This is a serious debate, and I do not think the hon. Gentleman’s intervention has done anything to raise the standard of debate.
It is quite clear to me that our first duty is to block a disastrous no deal, and I hope amendments to that effect will be carried by the House this evening. Labour’s amendment (a), which stands in my name and in the name of my colleagues, starts by calling for sufficient time for Parliament to vote on options that prevent leaving with no deal, but whatever happens in the votes that follow, it has now become inevitable that the Government will have to extend article 50 in any scenario. If amendments intended to rule out no deal are defeated, and if this Government are serious about keeping the threat of no deal on the table, they are not even close—not even close—to being prepared, and the exit date would have to be extended.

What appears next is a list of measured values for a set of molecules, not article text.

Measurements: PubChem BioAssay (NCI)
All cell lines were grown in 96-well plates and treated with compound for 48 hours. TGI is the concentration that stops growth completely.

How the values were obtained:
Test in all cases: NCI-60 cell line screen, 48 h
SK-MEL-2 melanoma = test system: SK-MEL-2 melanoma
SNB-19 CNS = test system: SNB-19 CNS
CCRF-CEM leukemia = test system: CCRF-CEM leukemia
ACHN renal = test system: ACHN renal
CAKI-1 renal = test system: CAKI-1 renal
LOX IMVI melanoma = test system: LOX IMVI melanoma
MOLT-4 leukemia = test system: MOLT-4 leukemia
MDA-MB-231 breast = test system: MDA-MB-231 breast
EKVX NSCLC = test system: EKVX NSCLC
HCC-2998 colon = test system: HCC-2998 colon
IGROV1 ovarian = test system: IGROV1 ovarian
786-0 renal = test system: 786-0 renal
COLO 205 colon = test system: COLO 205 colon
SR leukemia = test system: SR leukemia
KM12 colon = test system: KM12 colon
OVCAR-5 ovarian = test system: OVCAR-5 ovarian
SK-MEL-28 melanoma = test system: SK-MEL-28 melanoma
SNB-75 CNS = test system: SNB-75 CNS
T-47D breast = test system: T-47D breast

Even if the Prime Minister’s deal were somehow to achieve a majority in this House next month, there is no chance that the necessary primary legislation and an extensive catalogue of secondary legislation—I believe there are over 600 statutory instruments—could clear this place between now and